The following are temperature maps of the UK, provided by MetClimate. You can see that over time in South England and Wales, there is a definite increase in mean maximum temperature values in just a 40 year time span. Now it would be interesting to consider how much this average has grown from the early 1900s and it is scary to consider how much it could grow moving forward 40 years!

61-90 71-00 81-10

Here is a link to a gif demonstrating how glaciers have also been receding in nearby Iceland:

I have not even begun to scratch the surface of the amount of evidence there is for climate change. But at the same time, I feel there is no need to panic and start a “Green Movement.” Yet I feel that legislators, whether on Capitol Hill or Westminister, need to pay closer attention to what scientists say about climate change. 

Legislators in the UK have made substantial efforts to combat climate change. The most famous and controversial piece of legislation passed is the Climate Change Act of 2008. This act states that “it is the duty of the Secretary of State to ensure that the net UK carbon account for the year 2050 is at least 80% lower than the 1990 baseline” (Legislation UK). But I came across this article at the Bodelian the other day and was able to find it on the internet. It was an excerpt from a research paper written by a student from UC Boulder commenting on the shortcomings of the 2008 Act. This student says that the UK is completely behind on its goal and that the “rate of decarbonization of -0.9% per year. This is far less than would be needed to hit the targets of the UK Climate Change Act” (Energy Collective).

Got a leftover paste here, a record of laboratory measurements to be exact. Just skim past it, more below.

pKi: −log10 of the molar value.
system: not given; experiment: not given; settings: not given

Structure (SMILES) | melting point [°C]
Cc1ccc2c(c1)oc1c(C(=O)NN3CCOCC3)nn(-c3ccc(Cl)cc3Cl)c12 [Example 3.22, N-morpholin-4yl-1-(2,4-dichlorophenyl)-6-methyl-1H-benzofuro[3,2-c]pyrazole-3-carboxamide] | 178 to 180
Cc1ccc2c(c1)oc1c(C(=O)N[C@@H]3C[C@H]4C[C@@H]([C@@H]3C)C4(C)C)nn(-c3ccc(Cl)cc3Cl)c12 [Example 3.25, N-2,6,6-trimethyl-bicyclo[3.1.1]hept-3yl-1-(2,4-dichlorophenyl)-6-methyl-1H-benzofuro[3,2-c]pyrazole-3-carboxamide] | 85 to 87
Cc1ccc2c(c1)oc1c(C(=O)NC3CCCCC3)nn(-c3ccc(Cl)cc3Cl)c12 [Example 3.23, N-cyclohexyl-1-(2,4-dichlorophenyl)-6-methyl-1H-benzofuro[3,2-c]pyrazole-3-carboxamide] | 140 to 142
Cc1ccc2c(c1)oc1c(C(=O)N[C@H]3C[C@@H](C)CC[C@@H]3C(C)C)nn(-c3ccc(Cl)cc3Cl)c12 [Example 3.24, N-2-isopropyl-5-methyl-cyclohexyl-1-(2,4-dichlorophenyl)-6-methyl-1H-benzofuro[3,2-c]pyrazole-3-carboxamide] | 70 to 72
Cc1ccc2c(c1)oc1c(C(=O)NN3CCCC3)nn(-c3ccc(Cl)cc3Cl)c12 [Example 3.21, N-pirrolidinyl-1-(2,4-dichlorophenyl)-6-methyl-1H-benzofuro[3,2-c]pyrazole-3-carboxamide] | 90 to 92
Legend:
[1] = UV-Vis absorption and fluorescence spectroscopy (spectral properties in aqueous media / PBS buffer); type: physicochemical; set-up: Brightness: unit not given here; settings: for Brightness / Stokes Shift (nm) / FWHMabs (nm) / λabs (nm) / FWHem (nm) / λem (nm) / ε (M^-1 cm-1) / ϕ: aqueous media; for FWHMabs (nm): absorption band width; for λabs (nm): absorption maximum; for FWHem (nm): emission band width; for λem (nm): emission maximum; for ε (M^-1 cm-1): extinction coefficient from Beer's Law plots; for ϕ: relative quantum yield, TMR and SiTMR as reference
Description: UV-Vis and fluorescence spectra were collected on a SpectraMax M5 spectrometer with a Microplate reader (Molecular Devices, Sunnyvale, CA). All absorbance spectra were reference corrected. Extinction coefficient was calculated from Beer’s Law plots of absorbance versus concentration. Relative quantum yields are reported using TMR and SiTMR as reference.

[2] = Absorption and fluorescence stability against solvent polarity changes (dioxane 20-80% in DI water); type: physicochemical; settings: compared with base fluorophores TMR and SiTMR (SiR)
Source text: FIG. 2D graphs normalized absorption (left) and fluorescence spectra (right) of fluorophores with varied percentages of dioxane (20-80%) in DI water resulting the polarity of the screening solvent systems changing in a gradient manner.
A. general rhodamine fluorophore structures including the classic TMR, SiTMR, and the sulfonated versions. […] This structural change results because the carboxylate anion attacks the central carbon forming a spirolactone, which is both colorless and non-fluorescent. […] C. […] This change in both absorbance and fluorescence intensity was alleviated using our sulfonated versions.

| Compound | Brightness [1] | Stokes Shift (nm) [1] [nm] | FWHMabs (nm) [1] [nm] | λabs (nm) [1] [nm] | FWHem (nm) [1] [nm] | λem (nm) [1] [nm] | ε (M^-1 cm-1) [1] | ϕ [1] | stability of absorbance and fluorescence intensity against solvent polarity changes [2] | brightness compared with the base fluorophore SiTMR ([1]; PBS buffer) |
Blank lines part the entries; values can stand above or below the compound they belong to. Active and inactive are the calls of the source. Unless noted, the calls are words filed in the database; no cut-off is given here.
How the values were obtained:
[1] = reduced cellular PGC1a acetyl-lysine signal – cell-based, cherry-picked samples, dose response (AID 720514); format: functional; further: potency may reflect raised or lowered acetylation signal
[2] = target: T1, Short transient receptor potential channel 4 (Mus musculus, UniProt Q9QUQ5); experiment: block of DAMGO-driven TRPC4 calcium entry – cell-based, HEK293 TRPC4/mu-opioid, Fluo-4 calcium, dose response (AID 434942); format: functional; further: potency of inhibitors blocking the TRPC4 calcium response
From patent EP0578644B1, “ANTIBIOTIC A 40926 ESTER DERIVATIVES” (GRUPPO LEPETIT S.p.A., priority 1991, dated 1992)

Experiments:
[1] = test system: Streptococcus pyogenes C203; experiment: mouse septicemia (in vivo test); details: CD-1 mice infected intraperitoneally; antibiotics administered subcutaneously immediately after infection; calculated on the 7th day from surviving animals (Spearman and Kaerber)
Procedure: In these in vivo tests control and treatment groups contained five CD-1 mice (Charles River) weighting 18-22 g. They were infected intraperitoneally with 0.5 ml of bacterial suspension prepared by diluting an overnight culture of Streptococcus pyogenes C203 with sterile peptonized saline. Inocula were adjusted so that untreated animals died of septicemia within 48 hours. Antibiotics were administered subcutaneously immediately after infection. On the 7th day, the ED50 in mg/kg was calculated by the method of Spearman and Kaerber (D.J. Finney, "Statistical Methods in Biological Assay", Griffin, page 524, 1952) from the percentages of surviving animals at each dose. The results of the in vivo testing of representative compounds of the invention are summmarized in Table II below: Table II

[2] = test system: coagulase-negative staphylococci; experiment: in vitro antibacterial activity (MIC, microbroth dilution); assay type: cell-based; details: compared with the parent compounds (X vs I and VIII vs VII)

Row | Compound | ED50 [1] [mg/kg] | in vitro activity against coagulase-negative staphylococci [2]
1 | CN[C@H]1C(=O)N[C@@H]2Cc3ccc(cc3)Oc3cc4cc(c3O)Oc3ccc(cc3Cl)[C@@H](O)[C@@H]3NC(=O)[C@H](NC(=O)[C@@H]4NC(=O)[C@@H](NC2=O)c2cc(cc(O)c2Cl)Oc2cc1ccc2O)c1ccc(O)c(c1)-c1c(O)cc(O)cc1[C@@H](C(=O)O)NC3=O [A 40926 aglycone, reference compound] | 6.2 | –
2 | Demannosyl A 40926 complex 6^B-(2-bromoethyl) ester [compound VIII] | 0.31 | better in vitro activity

Pictured on the left is the progress of the UK on its “2050 Vision path.” It seems to have fallen behind and will be tough to catch up. Picture courtesy of Green Collective.

I also saw a green protest rally in front of the Sheldonian and Bodelian demonstrating on the fact that the UK is not where it should be on the “2050 path.” Unfortunately I was not able to take a picture of the proceedings, but it was the first organized rally I have seen on campus. 

I think that science and politics share a strained yet important relationship. Politics rely on science in the sense that all legislation is predicated on scientific polling, research and logic (well for the most part). In the same way, science relies on politics because legislation dictates the type of research you can do and how society reacts to your findings. In the case of climate change legislation, I feel the UK has not done enough to address the problem as evidenced by the chart above and the paper written by the Boulder student. Yet the UK has taken a significant step towards combating climate change that perhaps the United States has not.